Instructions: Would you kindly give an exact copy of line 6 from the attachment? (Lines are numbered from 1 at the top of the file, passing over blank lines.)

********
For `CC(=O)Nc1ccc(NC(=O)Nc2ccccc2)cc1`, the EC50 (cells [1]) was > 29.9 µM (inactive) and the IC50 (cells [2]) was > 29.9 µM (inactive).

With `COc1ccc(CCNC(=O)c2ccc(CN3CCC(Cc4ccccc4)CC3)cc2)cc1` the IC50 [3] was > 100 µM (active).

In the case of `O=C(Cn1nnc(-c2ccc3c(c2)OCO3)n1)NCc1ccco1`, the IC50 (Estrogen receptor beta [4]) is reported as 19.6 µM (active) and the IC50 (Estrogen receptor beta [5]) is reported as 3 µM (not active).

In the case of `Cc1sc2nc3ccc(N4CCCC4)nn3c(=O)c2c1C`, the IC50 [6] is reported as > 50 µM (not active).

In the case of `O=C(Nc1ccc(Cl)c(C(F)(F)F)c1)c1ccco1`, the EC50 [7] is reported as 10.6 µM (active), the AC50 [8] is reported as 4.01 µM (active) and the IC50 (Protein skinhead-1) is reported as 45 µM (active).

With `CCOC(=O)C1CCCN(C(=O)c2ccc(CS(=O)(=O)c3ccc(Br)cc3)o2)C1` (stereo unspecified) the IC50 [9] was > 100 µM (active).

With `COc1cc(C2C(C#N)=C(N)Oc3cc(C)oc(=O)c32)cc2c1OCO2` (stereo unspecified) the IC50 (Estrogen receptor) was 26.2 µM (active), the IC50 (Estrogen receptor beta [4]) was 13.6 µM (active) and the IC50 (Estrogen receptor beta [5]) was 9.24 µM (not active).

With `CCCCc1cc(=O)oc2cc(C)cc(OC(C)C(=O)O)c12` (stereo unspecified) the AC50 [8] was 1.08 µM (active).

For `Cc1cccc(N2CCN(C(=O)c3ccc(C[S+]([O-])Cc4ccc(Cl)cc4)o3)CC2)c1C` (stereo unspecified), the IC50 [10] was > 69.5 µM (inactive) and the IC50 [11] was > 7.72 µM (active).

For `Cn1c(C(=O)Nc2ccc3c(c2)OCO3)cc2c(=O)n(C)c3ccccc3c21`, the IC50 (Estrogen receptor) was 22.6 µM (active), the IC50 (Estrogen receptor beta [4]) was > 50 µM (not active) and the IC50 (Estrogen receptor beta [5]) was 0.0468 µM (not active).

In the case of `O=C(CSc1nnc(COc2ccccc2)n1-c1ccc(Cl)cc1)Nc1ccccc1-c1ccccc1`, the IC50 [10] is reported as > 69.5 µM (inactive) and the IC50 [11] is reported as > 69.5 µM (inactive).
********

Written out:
With `CCOC(=O)C1CCCN(C(=O)c2ccc(CS(=O)(=O)c3ccc(Br)cc3)o2)C1` (stereo unspecified) the IC50 [9] was > 100 µM (active).